River Thames and Waterloo Bridge
(as seen from the London Eye observation wheel)
|Design||Box girder bridge|
|Total length||375 m (1,230 ft)|
|Width||24 m (80 ft)|
|Longest span||71 m (233 ft)|
|Heritage status||Grade II* listed structure|
Waterloo Bridge is a road and foot traffic bridge crossing the River Thames in London, England between Blackfriars Bridge and Hungerford Bridge. The name of the bridge is in memory of the Anglo-Dutch and Prussian victory at the Battle of Waterloo in 1815. Thanks to its location at a strategic bend in the river, the views of London (Westminster, the South Bank and London Eye to the west, the City of London and Canary Wharf to the east) from the bridge are widely held to be the finest from any spot at ground level.
First bridge 
The first bridge on the site was designed in 1809-10 by John Rennie for the Strand Bridge Company and opened in 1817 as a toll bridge. The granite bridge had nine arches, each of 120 feet (36.6 m) span, separated by double Grecian-Doric stone columns and was 2,456 feet (748.6 m) long, including approaches. Before its opening it was known as 'Strand Bridge'. During the 1840s the bridge gained a reputation as a popular place for suicide attempts. In 1841, the American daredevil Samuel Gilbert Scott was killed while performing an act in which he hung by a rope from a scaffold on the bridge. In 1844 Thomas Hood wrote the poem The Bridge of Sighs about the suicide of a prostitute there. Paintings of the bridge were created by the French Impressionist Claude Monet and the English Romantic, John Constable. The bridge was nationalised in 1878 and given to the Metropolitan Board of Works, who removed the toll from it.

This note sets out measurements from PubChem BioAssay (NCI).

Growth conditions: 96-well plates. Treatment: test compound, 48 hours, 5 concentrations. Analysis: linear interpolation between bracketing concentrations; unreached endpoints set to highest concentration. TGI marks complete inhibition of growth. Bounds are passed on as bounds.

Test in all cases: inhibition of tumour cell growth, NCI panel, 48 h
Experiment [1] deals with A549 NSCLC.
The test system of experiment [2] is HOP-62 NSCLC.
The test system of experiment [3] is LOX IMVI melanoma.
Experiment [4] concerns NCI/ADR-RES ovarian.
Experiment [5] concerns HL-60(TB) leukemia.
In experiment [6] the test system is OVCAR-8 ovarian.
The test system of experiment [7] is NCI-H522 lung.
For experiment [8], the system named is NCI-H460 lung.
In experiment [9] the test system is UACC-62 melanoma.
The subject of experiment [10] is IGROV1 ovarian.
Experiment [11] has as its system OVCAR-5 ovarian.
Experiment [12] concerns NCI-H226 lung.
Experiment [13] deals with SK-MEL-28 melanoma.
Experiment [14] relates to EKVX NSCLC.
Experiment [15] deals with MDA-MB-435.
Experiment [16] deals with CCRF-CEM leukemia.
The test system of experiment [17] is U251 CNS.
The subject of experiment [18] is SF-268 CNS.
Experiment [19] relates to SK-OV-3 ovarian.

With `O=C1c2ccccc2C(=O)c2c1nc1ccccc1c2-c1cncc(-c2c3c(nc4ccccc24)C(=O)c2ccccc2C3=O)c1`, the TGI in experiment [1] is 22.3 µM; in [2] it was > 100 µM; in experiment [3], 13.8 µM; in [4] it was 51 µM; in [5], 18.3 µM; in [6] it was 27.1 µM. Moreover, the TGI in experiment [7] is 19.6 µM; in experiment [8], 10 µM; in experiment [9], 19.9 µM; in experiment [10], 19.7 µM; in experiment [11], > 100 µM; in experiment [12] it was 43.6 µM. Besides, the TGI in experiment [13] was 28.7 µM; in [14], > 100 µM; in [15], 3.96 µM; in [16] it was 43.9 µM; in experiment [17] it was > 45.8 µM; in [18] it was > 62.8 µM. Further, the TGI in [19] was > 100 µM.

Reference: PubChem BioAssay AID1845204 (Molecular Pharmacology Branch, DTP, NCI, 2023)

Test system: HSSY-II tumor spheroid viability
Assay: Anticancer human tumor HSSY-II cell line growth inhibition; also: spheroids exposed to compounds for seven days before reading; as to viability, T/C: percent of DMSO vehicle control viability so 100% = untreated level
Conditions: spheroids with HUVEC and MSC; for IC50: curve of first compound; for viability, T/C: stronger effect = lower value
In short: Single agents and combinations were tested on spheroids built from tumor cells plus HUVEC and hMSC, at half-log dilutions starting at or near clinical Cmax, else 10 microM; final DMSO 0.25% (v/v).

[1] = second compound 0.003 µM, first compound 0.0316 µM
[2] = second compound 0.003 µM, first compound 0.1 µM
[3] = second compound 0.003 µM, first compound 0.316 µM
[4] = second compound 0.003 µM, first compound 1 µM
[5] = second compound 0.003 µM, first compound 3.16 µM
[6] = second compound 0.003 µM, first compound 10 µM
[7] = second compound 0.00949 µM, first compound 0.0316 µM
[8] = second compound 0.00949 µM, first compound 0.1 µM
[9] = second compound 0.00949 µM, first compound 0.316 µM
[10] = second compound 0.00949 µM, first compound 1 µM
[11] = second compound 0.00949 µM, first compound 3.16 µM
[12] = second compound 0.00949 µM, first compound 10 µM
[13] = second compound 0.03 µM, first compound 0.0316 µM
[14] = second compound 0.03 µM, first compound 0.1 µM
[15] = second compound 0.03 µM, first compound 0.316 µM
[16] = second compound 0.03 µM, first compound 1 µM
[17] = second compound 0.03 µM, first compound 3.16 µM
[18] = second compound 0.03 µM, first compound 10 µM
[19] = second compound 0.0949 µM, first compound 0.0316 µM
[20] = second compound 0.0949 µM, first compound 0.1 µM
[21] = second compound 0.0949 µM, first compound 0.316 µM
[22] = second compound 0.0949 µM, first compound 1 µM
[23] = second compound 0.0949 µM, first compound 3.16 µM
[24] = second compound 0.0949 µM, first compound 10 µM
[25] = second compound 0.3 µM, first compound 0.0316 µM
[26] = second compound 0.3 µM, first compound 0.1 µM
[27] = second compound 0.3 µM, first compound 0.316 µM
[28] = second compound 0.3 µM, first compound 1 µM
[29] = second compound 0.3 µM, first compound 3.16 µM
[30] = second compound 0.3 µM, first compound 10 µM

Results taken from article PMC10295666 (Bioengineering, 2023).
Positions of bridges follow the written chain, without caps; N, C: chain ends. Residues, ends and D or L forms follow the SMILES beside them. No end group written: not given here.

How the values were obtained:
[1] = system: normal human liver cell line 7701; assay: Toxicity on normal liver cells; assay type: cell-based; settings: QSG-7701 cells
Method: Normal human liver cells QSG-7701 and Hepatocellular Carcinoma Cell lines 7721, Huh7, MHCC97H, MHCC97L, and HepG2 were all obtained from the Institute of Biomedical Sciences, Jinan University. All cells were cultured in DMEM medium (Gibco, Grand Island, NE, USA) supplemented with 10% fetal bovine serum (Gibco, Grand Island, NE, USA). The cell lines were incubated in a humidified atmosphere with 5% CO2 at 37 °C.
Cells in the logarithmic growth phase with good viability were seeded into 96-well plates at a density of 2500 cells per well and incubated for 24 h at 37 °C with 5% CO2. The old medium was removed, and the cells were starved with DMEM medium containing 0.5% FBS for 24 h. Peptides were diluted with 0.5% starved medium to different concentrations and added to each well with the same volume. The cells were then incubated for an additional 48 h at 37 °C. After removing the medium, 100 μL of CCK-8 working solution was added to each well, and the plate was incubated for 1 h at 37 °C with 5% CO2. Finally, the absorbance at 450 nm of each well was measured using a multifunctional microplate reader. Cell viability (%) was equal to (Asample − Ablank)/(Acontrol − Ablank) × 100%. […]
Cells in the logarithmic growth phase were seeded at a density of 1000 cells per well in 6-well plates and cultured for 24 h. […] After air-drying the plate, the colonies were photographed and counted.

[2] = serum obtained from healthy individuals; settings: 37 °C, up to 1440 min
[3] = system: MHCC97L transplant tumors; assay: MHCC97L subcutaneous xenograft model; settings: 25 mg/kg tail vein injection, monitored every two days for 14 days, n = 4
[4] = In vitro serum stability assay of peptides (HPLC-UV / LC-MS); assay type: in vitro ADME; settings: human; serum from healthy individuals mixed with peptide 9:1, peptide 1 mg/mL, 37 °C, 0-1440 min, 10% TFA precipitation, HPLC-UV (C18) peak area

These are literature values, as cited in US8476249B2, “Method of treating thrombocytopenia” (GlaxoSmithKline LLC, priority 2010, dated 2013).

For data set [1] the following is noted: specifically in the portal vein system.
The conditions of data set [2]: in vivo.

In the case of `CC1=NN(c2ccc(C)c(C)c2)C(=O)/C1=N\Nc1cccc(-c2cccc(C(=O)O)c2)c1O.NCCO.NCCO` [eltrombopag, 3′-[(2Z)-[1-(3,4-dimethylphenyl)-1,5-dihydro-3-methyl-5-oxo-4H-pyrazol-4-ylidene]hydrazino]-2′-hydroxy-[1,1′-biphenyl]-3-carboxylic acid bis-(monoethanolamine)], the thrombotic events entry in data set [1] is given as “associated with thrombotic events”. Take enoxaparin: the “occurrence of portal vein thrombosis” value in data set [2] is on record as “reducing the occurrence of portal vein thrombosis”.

Michael Faraday tried in 1832 to measure the potential difference between each side of the bridge caused by the ebbing salt water flowing through the Earth's magnetic field. See magnetohydrodynamics.
From 1884, serious problems were found in Rennie's bridge piers, after scour from the increased river flow after Old London Bridge was demolished damaged their foundations. By the 1920s the problems had increased, with settlement at pier five necessitating closure of the whole bridge while some heavy superstructure was removed and temporary reinforcements put in place.
Second bridge 
London County Council decided to demolish the bridge and replace it with a new structure designed by Sir Giles Gilbert Scott. The engineers were Ernest Buckton and John Cueral of Rendel Palmer & Tritton. However Scott, by his own admission, was no engineer and his design, with reinforced concrete beams (illustrated) under the footways, leaving the road to be supported by transverse slabs, was difficult to implement. The pairs of spans on each side of the river were supported by beams continuous over their piers, and these were cantilevered out at their ends to support the centre span and the short approach slabs at the banks. The beams were shaped "to look as much like arches as...beams can". They are clad in Portland stone from the South West of England; the stone cleans itself whenever it rains. To guard against the possibility of further subsidence from scour, each pier was given a number of jacks which can be used to level the structure.